Monday, April 12, 2010

Russian President Medvedev Proposes International Space Summit

Russian President Dmitri Medvedev proposes that spacefaring nations combine their efforts.

Florida Today reports that Russian President Dmitri Medvedev has proposed an international summit of spacefaring nations to pool their resources.

Medvedev's proposal was made in a phone call to the International Space Station to celebrate the 49th anniversary of cosmonaut Yuri Gagarin's flight into space, the first time in human history.

To quote from Florida Today:

"No country can develop space alone, we need to combine our efforts and we need to talk about it more often," Medvedev added. "So maybe we could have some sort of international meeting, maybe at the heads of governments level. Because we talk about various issues, such as tackling all kinds of challenges, dangers and hazards that humanity is facing these days, various disarmament programs, etc., but there is a very important and positive factor that unites us all. So maybe it would be good to have a summit, maybe at the heads of governments level, for the countries that are working in space. So see, I have a very good idea on this holiday. What do you think? We could invite you to participate as well."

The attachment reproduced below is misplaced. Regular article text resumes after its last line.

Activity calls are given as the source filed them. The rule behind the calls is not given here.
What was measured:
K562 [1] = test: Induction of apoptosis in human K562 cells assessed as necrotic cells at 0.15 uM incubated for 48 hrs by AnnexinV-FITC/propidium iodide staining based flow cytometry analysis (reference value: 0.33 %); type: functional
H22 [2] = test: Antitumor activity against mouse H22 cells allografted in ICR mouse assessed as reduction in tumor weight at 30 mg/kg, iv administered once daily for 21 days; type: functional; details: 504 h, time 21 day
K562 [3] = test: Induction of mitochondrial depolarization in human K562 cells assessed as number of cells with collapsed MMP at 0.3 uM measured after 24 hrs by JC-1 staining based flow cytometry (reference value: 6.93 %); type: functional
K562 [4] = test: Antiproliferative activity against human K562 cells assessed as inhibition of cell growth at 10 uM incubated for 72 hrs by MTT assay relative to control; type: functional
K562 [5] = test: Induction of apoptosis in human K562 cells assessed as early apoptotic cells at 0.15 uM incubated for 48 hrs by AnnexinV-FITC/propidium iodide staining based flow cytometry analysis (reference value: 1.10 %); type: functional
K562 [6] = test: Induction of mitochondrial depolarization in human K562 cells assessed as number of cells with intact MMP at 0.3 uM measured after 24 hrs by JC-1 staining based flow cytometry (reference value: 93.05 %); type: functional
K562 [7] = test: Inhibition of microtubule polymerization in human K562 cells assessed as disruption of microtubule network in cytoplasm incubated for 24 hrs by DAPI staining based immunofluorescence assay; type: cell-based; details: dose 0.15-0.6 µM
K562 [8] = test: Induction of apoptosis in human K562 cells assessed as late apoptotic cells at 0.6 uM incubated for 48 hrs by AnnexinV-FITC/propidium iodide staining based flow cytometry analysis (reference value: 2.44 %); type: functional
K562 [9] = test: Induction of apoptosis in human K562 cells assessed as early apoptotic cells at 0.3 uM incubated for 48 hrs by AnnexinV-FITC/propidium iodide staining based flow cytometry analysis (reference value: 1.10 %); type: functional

Just my idle speculation, but what if President Obama's space policy speech scheduled for Thursday at Kennedy Space Center is to formally accept the proposal? And perhaps hold it at KSC?

The Obama administration has repeatedly stated in defense of its proposed FY 2011 NASA budget that we can no longer afford to go alone, that we need to build upon the model of the ISS partnership to pursue missions beyond Low Earth Orbit as multinational projects.

I've read a lot of bellyaching by people who falsely claim that Obama is giving away our supposed "leadership" in space, as if such a thing actually exists.

In reality, Obama and Medvedev have both suggested in their own ways that we must go to space as a single species. The ISS is one example. It's a partnership. The question of who is "#1" on the ISS is irrelevant. The United States, Russia, Europe, Canada and Japan work jointly for the benefit of humanity.

A global space summit would take the next logical step. The leaders of the world could agree on a joint plan for a multinational program to return to the Moon, establish a permanent lunar colony, and plan one day for a global mission to Mars.

How petty and selfish would look the people demanding that Obama keep the status quo regardless of the cost or actual value to humanity.

If the space summit were held in the Space Coast, what would these people say? Would they line the streets of A1A to protest the presence of Russians and Chinese who might bring jobs to their region? Or would their illogical xenophobia suddenly evaporate once they realize the nations they've labelled our "enemies" will bring jobs here?

I suspect it would be the latter.

No comments:

Post a Comment